Leyva v. Nat'l Default Servicing Corp.Annotate this Case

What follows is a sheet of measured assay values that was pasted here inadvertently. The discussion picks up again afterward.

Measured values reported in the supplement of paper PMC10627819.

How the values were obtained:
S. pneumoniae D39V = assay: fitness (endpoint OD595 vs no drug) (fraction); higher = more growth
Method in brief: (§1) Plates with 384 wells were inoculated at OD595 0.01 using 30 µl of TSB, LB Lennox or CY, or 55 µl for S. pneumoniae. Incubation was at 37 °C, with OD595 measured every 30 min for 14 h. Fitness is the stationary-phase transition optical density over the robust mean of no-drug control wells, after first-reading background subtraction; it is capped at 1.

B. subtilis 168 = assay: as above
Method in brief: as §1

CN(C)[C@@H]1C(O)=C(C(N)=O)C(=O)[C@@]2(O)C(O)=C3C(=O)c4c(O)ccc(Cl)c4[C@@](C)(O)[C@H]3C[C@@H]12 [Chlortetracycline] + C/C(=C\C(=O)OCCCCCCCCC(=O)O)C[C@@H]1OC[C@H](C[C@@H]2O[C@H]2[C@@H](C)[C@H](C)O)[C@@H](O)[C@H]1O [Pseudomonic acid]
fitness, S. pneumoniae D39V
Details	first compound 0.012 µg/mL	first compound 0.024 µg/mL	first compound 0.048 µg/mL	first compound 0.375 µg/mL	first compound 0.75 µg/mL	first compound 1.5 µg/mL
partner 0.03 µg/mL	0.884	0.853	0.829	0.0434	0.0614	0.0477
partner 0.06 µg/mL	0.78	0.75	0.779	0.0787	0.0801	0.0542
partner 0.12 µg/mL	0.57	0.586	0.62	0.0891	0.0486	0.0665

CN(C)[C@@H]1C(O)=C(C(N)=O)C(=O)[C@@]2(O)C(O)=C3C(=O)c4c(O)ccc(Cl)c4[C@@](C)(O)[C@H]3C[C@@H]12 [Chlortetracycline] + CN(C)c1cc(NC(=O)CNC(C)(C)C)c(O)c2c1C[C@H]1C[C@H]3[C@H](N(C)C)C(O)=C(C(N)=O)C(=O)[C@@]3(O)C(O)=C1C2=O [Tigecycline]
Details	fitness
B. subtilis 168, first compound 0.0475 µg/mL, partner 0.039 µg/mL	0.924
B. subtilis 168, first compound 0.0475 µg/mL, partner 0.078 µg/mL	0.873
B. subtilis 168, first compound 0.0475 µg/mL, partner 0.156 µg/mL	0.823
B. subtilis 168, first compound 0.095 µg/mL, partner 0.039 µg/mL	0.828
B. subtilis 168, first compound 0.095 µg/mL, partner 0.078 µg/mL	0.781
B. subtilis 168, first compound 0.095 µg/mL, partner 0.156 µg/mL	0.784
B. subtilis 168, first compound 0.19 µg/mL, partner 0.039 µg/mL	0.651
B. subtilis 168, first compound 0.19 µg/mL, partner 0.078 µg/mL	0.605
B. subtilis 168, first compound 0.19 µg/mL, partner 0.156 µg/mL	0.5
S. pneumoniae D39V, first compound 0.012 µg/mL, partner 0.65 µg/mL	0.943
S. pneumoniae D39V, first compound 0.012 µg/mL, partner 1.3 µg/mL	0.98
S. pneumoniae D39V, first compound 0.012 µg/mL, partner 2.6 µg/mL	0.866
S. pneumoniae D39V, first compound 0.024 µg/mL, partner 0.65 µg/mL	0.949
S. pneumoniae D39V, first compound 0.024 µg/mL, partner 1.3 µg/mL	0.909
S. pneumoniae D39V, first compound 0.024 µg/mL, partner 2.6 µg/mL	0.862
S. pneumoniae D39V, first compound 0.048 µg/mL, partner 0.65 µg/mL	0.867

Appellant Moises Leyva received a quitclaim deed in exchange for taking over monthly mortgage payments on a house. Leyva did not expressly assume the mortgage note. After defaulting on the mortgage, Leyva elected to pursue mediation with the lender, Wells Fargo, through the state foreclosure mediation program. Leyva then filed a petition for judicial review in district court, claiming that Wells Fargo mediated in bad faith and should be sanctioned because it failed to produce essential documents. The district court concluded that Wells Fargo did not act in bad faith. On appeal, the Supreme Court held, as a threshold matter, that the foreclosure mediation statute, Nev. Rev. Stat. 107.086, and the foreclosure mediation rules (FMRs) dictate that a homeowner, even if he is not the named mortgagor, is a proper party entitled to request mediation following a notice of default. The Court then concluded that the district court abused its discretion when it denied Leyva's petition for judicial review, holding that (1) Wells Fargo failed to produce the documents required under the statute, and (2) Wells Fargo's failure to bring the required to the documents to the mediation is a sanctionable offense under the statute and FMRs. Reversed and remanded.